The bracing for the new Art & Lutherie guitars is quarter-sawn Adirondack spruce, scalloped and carved to conform exactly to the curvature of the tops. The strength and lightweight qualities of Adirondack Spruce make for ideal bracing material. It provides the strength needed to resist string tension without weighing down the top, allowing it to be more responsive and vibrate freely.


A guitar produces sound as a result of the vibration of its strings. What's not so obvious is the role that the guitar top plays in amplifying these vibrations. In fact, the vibration of the top is one of the most important factors in a guitar's sound. Solid top guitars offer richer sound and wider dynamic range. All Art & Lutherie guitars are made with select pressure tested solid tops. Each solid top is pressure tested to ensure its highest level of rigidity and stiffness along with maximum harmonic vibration. This benefits the overall tone, projection and resonance which in turn benefits the player and increases the lifespan of the guitar. The tight, straight grain in this wood produces a unique combination of strength and flexibility. The top is strong enough—in the direction of the grain—to withstand the pull of the strings, while at the same time it's flexible enough—across the grain—to vibrate freely.


A solid top vibrates much more freely than a laminated top. This results in richer tone, better dynamic range and better balance of tone. Not only does a solid top sound better initially, over time the vibrations from playing the guitar result in the top vibrating more and more freely. This phenomenon is called 'aging' which means that the more the guitar is played, the better the guitar will sound. It is important to remember in order for a guitar to age it must be played. A guitar left in its case for 5 years will get older, but it will not 'age'.


Most guitars employ an adjustable metal rod inside the neck called a truss rod. The truss rod is typically used to straighten the neck when it becomes slightly bowed from string tension and changes in humidity. In the event of a neck becoming back-bowed the traditional fix is to loosen the truss rod and allow the string tension to pull the neck back to its ideal form. Unfortunately this doesn’t always work which is why we adapted a Double Function truss rod in Art & Lutherie necks. The rod bends in both directions, which provides unprecedented control over the neck whether it is under-bowed or over-bowed.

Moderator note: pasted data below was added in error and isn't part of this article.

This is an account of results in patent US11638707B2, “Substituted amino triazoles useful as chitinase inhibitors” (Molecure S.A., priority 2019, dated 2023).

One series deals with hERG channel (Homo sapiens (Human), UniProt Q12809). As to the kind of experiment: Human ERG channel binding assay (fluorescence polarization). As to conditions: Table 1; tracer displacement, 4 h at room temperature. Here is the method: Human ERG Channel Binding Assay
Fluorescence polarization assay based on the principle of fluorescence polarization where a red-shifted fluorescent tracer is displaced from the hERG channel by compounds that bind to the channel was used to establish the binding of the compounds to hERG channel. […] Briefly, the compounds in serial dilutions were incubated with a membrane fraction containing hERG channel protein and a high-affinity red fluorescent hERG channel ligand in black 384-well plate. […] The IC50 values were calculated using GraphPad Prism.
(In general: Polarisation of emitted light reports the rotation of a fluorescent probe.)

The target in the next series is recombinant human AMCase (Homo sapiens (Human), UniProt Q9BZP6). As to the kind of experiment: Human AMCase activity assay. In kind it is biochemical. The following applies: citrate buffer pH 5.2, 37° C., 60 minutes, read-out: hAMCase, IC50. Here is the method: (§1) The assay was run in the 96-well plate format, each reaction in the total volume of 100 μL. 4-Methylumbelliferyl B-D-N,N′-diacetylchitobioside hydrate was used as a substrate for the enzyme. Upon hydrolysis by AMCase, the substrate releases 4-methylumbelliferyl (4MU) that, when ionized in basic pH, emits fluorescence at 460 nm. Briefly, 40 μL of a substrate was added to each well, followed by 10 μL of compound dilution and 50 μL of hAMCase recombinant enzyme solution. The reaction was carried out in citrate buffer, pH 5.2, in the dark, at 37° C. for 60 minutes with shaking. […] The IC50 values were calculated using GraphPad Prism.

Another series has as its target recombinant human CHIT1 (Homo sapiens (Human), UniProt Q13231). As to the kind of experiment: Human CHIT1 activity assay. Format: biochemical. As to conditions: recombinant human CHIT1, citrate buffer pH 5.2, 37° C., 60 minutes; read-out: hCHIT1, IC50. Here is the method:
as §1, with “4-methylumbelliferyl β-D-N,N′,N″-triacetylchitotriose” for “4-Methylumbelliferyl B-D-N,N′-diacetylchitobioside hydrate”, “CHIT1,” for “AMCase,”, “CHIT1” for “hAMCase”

Did you ever notice that a guitar that sounds perfectly in tune needs to be re-tuned slightly when passed from one player to another? This has to do with the fact that different players place varying amounts of weight and pressure on the neck and this affects tuning. Years ago we discovered that this problem could be alleviated by inserting maple dowels through the heel of the neck. This reinforcement makes the neck several times stronger.


The guitar top is the part of the instrument that most affects the sound. Slightly arching the top above the sound hole resists downward pressure created by the fingerboard and increases the structural integrity of the top and allows for the use of a thinner and more lightly braced top. The compound curve top produces excellent stability in the upper part of the guitar top and the power & projection made possible by leaving the top flat below the sound hole. This area around the bridge is the most active part of the top in regards to vibration.


A top starts as a single piece of wood, which is sliced open—like a book—and then glued together. This technique is called 'bookmatching' and results in an even grain pattern across the top of the guitar.



In order to enjoy all of the advantages of a well-crafted neck, a great deal of care must be given when joining it to the guitar body. The angle of a guitar’s neck attachment—often called 'neck pitch'—plays a crucial role in the instrument’s tone. Simply put; if the neck is too far back the guitar will lose its bass and sound tinny. If the neck angle is too far forward, the guitar will lose its high frequency response and sound muddy. The Art & Lutherie neck attachment system insures consistent neck pitch. It also produces the added advantage of a superior neck/body energy transfer because the neck is attached to the body with a clean wood-to-wood connection. There is no glue to impede the vibration between the heel of the neck and the guitar's body.


Art & Lutherie guitars feature Tusq nuts and saddles by Graphtech. The fully compensated saddle helps Art & Lutherie  guitars to play beautifully in-tune all over the neck.


Each Art & Lutherie neck starts out as a single piece of Silver Leaf Maple. The wood is cut at a 45 degree angle after which the top piece - the Headstock - is glued back on with the grain reversed. This is an essential step in the process for creating incredibly stable necks.


Comfort, sound, and stability, are the three key ingredients that we want in a guitar neck. The Integrated Set Neck system allows for more consistent and stable action while significantly reducing warping and twisting of the neck, largely attributed to changes in climate.